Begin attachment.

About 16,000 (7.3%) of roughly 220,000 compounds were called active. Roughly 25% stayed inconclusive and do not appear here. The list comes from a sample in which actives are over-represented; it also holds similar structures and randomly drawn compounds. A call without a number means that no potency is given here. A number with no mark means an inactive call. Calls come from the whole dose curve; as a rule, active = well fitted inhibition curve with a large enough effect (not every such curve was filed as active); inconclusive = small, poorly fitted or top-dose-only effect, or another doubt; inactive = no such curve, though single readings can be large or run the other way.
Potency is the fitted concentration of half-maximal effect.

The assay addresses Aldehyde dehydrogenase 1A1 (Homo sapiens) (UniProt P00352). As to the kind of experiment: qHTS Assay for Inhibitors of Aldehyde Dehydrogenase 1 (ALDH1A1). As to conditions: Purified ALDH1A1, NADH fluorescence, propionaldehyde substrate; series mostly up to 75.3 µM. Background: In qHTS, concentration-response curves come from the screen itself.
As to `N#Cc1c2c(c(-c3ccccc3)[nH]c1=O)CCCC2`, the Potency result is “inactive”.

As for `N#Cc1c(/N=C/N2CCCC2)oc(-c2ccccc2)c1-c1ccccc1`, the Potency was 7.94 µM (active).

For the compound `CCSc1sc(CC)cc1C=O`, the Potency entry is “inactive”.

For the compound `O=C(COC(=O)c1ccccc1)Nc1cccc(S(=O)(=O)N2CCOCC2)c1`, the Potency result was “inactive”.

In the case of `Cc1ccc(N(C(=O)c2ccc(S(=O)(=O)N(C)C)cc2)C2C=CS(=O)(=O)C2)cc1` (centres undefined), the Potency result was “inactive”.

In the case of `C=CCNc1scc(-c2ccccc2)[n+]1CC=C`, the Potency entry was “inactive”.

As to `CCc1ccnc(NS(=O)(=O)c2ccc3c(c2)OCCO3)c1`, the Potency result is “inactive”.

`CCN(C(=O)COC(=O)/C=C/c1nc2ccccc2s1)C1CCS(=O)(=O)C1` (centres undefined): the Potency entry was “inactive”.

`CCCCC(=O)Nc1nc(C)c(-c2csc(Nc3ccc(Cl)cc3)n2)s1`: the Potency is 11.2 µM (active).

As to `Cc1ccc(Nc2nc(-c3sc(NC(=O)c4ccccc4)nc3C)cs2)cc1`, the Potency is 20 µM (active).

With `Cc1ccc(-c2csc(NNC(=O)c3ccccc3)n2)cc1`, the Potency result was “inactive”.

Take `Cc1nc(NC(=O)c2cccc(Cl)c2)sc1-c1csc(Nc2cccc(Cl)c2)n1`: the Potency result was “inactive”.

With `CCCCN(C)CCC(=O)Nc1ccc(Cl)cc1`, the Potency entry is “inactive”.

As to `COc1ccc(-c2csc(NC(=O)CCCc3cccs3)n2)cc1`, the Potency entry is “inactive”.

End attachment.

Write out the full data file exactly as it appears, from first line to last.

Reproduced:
About 16,000 (7.3%) of roughly 220,000 compounds were called active. Roughly 25% stayed inconclusive and do not appear here. The list comes from a sample in which actives are over-represented; it also holds similar structures and randomly drawn compounds. A call without a number means that no potency is given here. A number with no mark means an inactive call. Calls come from the whole dose curve; as a rule, active = well fitted inhibition curve with a large enough effect (not every such curve was filed as active); inconclusive = small, poorly fitted or top-dose-only effect, or another doubt; inactive = no such curve, though single readings can be large or run the other way.
Potency is the fitted concentration of half-maximal effect.

The assay addresses Aldehyde dehydrogenase 1A1 (Homo sapiens) (UniProt P00352). As to the kind of experiment: qHTS Assay for Inhibitors of Aldehyde Dehydrogenase 1 (ALDH1A1). As to conditions: Purified ALDH1A1, NADH fluorescence, propionaldehyde substrate; series mostly up to 75.3 µM. Background: In qHTS, concentration-response curves come from the screen itself.
As to `N#Cc1c2c(c(-c3ccccc3)[nH]c1=O)CCCC2`, the Potency result is “inactive”.

As for `N#Cc1c(/N=C/N2CCCC2)oc(-c2ccccc2)c1-c1ccccc1`, the Potency was 7.94 µM (active).

For the compound `CCSc1sc(CC)cc1C=O`, the Potency entry is “inactive”.

For the compound `O=C(COC(=O)c1ccccc1)Nc1cccc(S(=O)(=O)N2CCOCC2)c1`, the Potency result was “inactive”.

In the case of `Cc1ccc(N(C(=O)c2ccc(S(=O)(=O)N(C)C)cc2)C2C=CS(=O)(=O)C2)cc1` (centres undefined), the Potency result was “inactive”.

In the case of `C=CCNc1scc(-c2ccccc2)[n+]1CC=C`, the Potency entry was “inactive”.

As to `CCc1ccnc(NS(=O)(=O)c2ccc3c(c2)OCCO3)c1`, the Potency result is “inactive”.

`CCN(C(=O)COC(=O)/C=C/c1nc2ccccc2s1)C1CCS(=O)(=O)C1` (centres undefined): the Potency entry was “inactive”.

`CCCCC(=O)Nc1nc(C)c(-c2csc(Nc3ccc(Cl)cc3)n2)s1`: the Potency is 11.2 µM (active).

As to `Cc1ccc(Nc2nc(-c3sc(NC(=O)c4ccccc4)nc3C)cs2)cc1`, the Potency is 20 µM (active).

With `Cc1ccc(-c2csc(NNC(=O)c3ccccc3)n2)cc1`, the Potency result was “inactive”.

Take `Cc1nc(NC(=O)c2cccc(Cl)c2)sc1-c1csc(Nc2cccc(Cl)c2)n1`: the Potency result was “inactive”.

With `CCCCN(C)CCC(=O)Nc1ccc(Cl)cc1`, the Potency entry is “inactive”.

As to `COc1ccc(-c2csc(NC(=O)CCCc3cccs3)n2)cc1`, the Potency entry is “inactive”.